A certain group of aging and mostly otherwise irrelevant academics have reinvented themselves as prophetic critics of Israel, despite a lack of real knowledge of the relevant subject matter. Mearsheimer and Walt are two; Tony Judt, whose academic specialty is European history, is another. Judt has a rather predictable op-ed in today’s Times, replete with (at best) tendentious contentions (Hamasistan Gaza is a democracy? Really? When are the next elections scheduled?). Most interesting to me, though, was the following addendum:
This article has been revised to reflect the following correction:
Correction: June 10, 2010
An earlier version of this article incorrectly stated that Israel has a written constitution.
If you don’t know enough about Israel to know that it doesn’t have a written constitution–a very significant omission that comes up all the time in debates over a vast array of Israeli policies–and, indeed, are so confident that Israel does have a written constitution that you don’t, say, bother to even check Wikipedia before you submit an op-ed to the Times, you have no business writing such op-eds, and no one should take your views about Israel seriously. [Okay, that last bit may have been too harsh; but it certainly detracts from Judt’s credibility.]
UPDATE: To give you a sense of why Judt’s error is so egregious, imagine that Judt had been writing a series of controversial essays critical of the U.S. and its system of government, and had mentioned that the “U.S. has no written Constitution.”
FURTHER UPDATE (edited): In the original version, quoted here, Judt wrote
Perhaps the most common defense of Israel outside the country is that it is “the only democracy in the Middle East.” This is largely true: the country has a constitution, an independent judiciary and free elections, though it also discriminates against non-Jews in ways that distinguish it from most other democracies today.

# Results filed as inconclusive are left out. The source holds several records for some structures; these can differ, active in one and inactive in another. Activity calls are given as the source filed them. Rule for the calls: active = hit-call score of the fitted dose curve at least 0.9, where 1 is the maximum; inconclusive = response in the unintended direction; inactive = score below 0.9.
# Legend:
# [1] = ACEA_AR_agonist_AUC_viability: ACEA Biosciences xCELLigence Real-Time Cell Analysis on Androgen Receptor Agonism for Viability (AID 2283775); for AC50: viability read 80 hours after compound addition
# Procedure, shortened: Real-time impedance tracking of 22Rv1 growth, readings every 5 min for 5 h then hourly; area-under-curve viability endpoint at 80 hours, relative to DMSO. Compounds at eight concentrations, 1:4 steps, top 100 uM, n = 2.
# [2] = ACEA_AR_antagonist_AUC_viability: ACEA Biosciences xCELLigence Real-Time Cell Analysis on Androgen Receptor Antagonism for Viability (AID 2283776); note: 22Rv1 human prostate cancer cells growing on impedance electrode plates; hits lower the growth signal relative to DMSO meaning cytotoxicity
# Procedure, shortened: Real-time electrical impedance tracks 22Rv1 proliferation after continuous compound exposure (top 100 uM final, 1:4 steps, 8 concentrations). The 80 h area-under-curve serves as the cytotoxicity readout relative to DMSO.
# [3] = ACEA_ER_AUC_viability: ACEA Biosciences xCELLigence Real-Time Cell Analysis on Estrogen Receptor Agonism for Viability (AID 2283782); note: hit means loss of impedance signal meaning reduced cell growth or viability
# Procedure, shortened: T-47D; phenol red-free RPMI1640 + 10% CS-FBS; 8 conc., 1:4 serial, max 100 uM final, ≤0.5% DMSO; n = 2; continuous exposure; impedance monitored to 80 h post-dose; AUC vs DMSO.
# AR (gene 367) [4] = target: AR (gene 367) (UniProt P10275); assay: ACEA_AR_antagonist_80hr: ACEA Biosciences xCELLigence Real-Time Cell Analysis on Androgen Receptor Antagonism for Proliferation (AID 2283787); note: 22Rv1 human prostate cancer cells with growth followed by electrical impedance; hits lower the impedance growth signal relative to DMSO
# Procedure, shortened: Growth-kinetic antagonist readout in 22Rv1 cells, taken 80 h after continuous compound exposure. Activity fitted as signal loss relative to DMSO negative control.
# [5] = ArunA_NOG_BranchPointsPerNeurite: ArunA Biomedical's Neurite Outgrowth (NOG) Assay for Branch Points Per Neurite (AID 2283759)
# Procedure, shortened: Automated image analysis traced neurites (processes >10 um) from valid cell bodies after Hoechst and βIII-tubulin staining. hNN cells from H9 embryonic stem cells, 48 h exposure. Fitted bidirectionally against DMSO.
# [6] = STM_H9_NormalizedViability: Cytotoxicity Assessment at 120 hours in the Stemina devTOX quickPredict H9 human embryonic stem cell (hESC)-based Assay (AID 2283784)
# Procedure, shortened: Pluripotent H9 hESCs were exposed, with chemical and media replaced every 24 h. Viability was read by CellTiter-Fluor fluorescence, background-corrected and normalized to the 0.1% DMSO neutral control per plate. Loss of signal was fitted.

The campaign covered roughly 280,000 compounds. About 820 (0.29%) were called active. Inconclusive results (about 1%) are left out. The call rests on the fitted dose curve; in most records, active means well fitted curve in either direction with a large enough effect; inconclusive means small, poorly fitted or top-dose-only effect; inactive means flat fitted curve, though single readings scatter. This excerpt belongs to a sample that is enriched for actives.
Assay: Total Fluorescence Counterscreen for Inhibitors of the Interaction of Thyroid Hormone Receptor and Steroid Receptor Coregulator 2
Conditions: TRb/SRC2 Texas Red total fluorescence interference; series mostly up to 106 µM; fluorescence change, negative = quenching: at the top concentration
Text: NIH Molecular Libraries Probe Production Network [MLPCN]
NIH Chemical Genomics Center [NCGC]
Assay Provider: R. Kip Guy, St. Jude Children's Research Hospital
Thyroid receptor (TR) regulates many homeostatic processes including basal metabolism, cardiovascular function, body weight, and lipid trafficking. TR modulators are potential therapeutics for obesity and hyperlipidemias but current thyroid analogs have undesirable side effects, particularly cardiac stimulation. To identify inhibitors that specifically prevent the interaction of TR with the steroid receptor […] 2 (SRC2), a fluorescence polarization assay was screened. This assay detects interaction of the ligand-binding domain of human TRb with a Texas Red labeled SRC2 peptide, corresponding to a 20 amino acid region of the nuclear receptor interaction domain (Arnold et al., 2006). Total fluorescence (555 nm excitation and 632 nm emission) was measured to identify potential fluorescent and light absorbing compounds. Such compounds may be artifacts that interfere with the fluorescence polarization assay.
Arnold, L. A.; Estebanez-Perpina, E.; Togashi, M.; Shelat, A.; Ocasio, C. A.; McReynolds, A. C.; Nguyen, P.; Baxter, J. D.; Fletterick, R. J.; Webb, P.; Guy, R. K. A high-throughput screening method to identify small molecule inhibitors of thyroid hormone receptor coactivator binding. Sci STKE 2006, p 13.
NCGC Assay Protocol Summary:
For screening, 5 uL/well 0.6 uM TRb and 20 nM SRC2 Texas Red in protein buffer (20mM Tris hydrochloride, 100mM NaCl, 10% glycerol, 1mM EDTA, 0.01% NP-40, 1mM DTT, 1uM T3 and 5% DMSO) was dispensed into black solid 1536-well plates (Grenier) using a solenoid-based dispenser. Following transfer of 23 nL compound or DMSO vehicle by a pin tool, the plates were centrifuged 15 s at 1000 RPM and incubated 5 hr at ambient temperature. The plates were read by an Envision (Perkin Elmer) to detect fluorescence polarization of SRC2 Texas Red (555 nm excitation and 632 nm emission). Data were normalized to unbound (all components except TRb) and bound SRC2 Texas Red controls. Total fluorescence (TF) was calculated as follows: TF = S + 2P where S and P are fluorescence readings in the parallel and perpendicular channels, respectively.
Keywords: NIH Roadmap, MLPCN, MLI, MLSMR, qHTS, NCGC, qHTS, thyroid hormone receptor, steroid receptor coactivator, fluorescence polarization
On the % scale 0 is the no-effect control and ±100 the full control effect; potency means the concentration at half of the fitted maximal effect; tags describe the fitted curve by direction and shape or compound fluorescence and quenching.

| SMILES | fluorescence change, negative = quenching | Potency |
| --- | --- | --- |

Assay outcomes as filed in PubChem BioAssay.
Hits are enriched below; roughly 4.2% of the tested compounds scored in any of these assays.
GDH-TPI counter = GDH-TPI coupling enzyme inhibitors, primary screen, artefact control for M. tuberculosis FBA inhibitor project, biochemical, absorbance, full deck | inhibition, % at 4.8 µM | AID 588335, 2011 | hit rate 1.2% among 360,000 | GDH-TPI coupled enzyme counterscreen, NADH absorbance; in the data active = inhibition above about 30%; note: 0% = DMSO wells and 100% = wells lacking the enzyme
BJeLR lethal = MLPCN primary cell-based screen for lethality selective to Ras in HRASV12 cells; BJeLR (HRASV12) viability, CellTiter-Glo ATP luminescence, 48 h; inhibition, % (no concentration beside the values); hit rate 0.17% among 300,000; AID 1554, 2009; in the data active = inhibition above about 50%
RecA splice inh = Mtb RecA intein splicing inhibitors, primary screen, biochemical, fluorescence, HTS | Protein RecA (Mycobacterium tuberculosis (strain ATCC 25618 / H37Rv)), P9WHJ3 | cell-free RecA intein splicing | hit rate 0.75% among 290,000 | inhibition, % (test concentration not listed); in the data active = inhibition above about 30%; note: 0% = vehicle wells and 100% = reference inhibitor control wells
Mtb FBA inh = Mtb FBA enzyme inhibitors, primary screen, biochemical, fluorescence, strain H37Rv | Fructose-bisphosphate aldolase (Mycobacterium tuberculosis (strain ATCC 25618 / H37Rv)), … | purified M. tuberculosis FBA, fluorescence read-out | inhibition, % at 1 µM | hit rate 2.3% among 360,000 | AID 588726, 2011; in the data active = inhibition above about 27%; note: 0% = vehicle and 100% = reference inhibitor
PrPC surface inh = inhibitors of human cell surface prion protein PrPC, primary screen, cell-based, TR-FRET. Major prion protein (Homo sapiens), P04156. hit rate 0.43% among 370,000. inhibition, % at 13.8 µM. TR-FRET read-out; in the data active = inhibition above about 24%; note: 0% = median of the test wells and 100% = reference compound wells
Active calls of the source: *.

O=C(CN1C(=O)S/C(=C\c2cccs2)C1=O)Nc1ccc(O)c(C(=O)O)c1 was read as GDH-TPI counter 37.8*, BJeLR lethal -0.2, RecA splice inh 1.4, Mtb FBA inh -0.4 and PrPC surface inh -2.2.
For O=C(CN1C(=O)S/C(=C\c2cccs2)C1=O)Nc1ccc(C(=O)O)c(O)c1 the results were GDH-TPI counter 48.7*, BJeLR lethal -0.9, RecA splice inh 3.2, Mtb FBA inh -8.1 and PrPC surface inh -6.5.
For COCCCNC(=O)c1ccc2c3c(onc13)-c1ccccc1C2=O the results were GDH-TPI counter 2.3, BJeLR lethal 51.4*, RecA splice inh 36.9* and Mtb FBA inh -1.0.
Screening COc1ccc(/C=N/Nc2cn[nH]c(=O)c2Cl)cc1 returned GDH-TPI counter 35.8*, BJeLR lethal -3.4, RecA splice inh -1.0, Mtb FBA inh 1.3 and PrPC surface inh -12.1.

So, contrary to the wording of the correction, Judt didn’t say explicitly that Israel has a written constitution. A commenter raises the possibility that he didn’t mean a written constitution, but a constitution in the English sense.
I doubt it. First, one would think that the editors who posted the correction checked with Judt to ensure the correction itself was accurate. If so, they confirmed that when he wrote “constitution” he meant “written constitution.”
Second, it would be very odd to praise Israel, or even damn Israel with faint praise, regarding democracy and civil liberties by mentioning its constitution, given that civil libertarians in Israel are constrained by the lack of a constitution. If anything, one would think Judt would have written, “the country has
a constitution, an independent judiciary and free elections, though, in part because it lacks a constitution guaranteeing minority rights, it also discriminates against non-Jews in ways that distinguish it from most other democracies today.
Third, there are constant proposals in Israel to adopt an “Israeli constitution,” (e.g.) because people in Israel typically don’t think of themselves as having a constitution, so it would be odd for Judt to assert that they do without caveat, unless he simply erred.
Finally, if Judt, an Englishman (though he has lived in the U.S. for many years), was thinking of the English constitution, it would be odd to pair “constitution” with “independent judiciary,” given that the English constitution is not judicially enforceable.
But, to be fair, I wanted to point out the issue.